Everyone in episode two was acting like someone else, with Carrie imitating Jack Nicholson in "One Flew Over the Cuckoo’s Nest," Dana emulating Claire Danes in "Romeo + Juliet" and Saul impersonating his own murdered boss and Carrie’s nemesis, David Estes.
Let’s recap. Carrie is in a full-blown mania: paranoid, angry, reckless and loud, loud, loud. She tries to tell “her side” of the story to the press, but the reporter she’s sought out looks skeptical of the lady yelling about covert ops and CIA double-dealing. Three cops saunter into the newsroom saying that someone (Saul) has requested that Carrie be detained for psychiatric evaluation, implying that she is considered to be a threat to herself or others.
Incredulous, Carrie tries to defend herself, but she’s not very convincing. Her appearance and behavior are so unhinged that no one can take her seriously. Even her sister and father realize that spilling state secrets in a manic pique is a terrible idea.
After refusing treatment and attempting to bolt from her commitment hearing, Carrie is forcibly injected with Thorazine, an old-school anti psychotic medication with terrible sedating effects. Beached like Nicholson’s McMurphy in front of a hospital TV when Saul finds her during visiting hours, Carrie issues a deliberate, well-earned epithet to her former mentor.
While Carrie spends the episode trying to break out of a psychiatric unit, Dana is desperate to re-enter the cushy private treatment center where her therapists are sympathetic and that cute boy is still convalescing from his own (still unexplained) mental health crisis. In a cruel trick, she disappears from the bath, making us think she has hurt herself again. Instead, she’s snuck back to the facility to see her guy.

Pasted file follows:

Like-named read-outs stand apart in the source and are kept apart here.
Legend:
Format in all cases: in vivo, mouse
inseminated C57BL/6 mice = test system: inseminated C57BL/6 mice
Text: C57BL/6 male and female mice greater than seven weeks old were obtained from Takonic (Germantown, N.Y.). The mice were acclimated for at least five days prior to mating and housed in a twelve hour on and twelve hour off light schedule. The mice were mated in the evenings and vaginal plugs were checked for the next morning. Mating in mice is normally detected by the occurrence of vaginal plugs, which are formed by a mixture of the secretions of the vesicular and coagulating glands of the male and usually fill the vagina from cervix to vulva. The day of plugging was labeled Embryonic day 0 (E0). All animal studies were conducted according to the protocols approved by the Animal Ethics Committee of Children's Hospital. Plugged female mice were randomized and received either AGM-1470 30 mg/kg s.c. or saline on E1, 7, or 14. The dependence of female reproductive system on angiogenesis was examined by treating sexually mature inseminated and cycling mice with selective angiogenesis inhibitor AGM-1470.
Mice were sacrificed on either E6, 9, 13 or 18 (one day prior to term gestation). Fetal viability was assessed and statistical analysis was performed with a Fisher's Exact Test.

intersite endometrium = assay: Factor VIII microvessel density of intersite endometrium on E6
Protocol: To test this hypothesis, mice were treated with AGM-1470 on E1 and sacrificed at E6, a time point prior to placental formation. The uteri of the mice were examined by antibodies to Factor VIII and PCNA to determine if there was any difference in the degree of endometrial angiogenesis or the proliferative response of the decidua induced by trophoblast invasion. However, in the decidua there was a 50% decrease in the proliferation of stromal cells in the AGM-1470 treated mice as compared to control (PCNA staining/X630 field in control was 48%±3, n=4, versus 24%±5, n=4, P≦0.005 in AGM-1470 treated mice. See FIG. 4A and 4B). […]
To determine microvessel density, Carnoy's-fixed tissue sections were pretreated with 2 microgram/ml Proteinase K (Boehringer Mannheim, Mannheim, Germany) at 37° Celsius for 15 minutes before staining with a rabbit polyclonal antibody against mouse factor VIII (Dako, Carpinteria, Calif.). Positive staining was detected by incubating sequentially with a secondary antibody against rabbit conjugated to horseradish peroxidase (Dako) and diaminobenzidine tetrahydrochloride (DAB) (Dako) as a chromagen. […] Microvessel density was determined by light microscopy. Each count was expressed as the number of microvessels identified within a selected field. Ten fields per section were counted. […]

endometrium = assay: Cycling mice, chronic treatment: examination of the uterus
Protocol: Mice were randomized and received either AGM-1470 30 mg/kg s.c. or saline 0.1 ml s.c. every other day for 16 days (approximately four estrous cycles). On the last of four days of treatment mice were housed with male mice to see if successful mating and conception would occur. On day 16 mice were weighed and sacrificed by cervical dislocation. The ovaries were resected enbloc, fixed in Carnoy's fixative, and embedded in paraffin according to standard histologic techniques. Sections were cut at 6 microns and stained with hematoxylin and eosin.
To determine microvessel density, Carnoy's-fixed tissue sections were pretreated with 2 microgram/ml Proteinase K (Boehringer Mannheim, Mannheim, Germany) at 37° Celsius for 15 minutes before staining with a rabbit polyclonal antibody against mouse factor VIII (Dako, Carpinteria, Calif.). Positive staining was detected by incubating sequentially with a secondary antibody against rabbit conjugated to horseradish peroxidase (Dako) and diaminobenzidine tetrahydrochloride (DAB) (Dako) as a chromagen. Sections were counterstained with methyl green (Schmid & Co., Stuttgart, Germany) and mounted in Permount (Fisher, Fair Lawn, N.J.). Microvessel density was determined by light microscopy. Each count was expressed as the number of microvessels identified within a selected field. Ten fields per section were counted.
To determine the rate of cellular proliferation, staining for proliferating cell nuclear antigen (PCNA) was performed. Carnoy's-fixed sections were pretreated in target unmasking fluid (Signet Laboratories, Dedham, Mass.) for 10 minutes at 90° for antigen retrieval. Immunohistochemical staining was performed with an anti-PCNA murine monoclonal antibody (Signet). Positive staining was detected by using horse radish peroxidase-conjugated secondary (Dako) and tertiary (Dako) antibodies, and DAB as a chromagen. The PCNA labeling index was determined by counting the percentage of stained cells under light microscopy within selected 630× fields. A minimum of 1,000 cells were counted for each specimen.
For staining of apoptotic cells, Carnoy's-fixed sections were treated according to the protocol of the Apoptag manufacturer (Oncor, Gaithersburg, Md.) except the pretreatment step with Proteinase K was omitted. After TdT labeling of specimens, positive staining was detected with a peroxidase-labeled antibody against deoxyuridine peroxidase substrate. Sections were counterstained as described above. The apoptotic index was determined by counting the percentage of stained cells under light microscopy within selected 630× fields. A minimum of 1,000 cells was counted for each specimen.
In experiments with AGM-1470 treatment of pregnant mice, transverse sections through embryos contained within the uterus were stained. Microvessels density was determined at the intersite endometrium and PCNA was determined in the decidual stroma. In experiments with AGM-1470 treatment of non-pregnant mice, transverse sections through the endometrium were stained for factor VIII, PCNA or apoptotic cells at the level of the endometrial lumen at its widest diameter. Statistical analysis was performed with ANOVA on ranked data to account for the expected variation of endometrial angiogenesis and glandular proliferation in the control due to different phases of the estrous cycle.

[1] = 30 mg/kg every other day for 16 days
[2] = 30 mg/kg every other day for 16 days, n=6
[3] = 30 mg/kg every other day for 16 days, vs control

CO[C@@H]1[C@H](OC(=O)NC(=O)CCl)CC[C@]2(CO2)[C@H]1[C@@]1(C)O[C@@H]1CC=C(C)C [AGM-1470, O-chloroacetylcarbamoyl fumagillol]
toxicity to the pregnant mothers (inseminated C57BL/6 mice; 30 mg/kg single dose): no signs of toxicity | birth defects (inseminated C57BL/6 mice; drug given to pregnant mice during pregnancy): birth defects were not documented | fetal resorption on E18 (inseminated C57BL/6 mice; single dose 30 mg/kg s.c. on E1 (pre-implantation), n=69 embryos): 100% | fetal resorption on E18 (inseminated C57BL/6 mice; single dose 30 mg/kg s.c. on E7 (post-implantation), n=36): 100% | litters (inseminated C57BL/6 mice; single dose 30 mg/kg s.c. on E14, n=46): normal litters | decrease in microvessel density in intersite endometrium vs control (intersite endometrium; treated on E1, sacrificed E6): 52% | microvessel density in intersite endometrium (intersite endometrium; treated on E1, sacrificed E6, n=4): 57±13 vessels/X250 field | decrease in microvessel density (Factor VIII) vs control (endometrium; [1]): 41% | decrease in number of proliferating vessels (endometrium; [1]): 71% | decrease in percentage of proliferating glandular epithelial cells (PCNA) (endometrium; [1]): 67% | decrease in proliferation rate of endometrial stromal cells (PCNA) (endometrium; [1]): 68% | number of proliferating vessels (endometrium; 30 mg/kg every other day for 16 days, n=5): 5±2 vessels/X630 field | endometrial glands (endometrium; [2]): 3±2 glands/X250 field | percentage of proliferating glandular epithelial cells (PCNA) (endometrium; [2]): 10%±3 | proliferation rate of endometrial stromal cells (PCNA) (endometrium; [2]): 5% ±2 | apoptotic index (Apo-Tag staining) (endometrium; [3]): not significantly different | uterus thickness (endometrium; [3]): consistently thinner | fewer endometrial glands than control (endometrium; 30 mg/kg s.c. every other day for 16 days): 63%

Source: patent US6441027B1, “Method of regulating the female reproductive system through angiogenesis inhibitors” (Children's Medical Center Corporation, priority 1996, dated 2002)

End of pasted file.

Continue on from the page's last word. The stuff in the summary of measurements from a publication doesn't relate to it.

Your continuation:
Their laundry room reunion is so romantic and stylized that I was instantly reminded of Claire Danes and Leonardo DiCaprio rolling in white sheets as the young stars of Baz Luhrmann’s 1996 "Romeo + Juliet." Confirming the reference, Dana reveals that this boy’s name is Leo, too.
When Jess finally finds her daughter and drags her home, Dana has some harsh but necessary words for her mother. Brody ruined their lives, she says, so stop pretending that he never existed or acting like it’s crazy to be so angry.
At Langley, Saul is following some vague leads that tie the CIA bombing to Iranian associates of Abu Nazir, but he’s making Estes’ old mistake of ordering his subordinates to produce intelligence that confirms his preconceived theories.
Fara, a young CIA recruit with a headscarf and a slight accent, is put to work deciphering the banking transactions recorded on the laptop Quinn recovered from his mission in Caracas. She discovers that the alleged terrorists have been transferring money through a New York-based bank, and Quinn intimidates the bankers into turning over everything they have. I’m interested, I guess, but it’s hard to get excited about this line of inquiry – when will it all connect back to Brody, or someone else we care about?
Despite the dryness of the post-bombing investigation, I like the atmosphere of pervasive paranoia that the "Homeland" writers continue to cultivate. In my notes, all of our CIA contacts are now wildcards. Between Quinn, Saul, Dar Adal and Carrie, I honestly don’t know whom to trust.
Finally, what should we make of the film references? Are these just Easter eggs for film-buff viewers, or are the writers giving us clues about what’s ahead for these characters? If so, the allusions don’t bode well for Carrie and Dana: in both "Cuckoo’s Nest" and "Romeo + Juliet," the protagonists die at the end.Copyright © 2014, The Baltimore Sun